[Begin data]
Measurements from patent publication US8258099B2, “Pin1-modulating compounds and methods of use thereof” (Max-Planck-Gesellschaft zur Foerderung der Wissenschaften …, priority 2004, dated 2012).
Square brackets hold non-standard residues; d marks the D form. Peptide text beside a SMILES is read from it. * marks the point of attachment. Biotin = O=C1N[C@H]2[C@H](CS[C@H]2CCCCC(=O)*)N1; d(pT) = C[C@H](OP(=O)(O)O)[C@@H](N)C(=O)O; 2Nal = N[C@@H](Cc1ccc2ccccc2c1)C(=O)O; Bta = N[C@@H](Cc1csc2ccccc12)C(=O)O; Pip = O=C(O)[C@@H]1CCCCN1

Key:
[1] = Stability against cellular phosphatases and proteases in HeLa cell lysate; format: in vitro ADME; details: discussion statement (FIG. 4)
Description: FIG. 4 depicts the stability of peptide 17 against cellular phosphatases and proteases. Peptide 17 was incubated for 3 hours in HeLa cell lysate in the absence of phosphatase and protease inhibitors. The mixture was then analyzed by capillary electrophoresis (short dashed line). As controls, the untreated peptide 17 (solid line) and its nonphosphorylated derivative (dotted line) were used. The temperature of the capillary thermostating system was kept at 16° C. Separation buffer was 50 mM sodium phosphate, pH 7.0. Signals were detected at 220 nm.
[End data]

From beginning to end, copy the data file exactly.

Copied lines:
Measurements from patent publication US8258099B2, “Pin1-modulating compounds and methods of use thereof” (Max-Planck-Gesellschaft zur Foerderung der Wissenschaften …, priority 2004, dated 2012).
Square brackets hold non-standard residues; d marks the D form. Peptide text beside a SMILES is read from it. * marks the point of attachment. Biotin = O=C1N[C@H]2[C@H](CS[C@H]2CCCCC(=O)*)N1; d(pT) = C[C@H](OP(=O)(O)O)[C@@H](N)C(=O)O; 2Nal = N[C@@H](Cc1ccc2ccccc2c1)C(=O)O; Bta = N[C@@H](Cc1csc2ccccc12)C(=O)O; Pip = O=C(O)[C@@H]1CCCCN1

Key:
[1] = Stability against cellular phosphatases and proteases in HeLa cell lysate; format: in vitro ADME; details: discussion statement (FIG. 4)
Description: FIG. 4 depicts the stability of peptide 17 against cellular phosphatases and proteases. Peptide 17 was incubated for 3 hours in HeLa cell lysate in the absence of phosphatase and protease inhibitors. The mixture was then analyzed by capillary electrophoresis (short dashed line). As controls, the untreated peptide 17 (solid line) and its nonphosphorylated derivative (dotted line) were used. The temperature of the capillary thermostating system was kept at 16° C. Separation buffer was 50 mM sodium phosphate, pH 7.0. Signals were detected at 220 nm.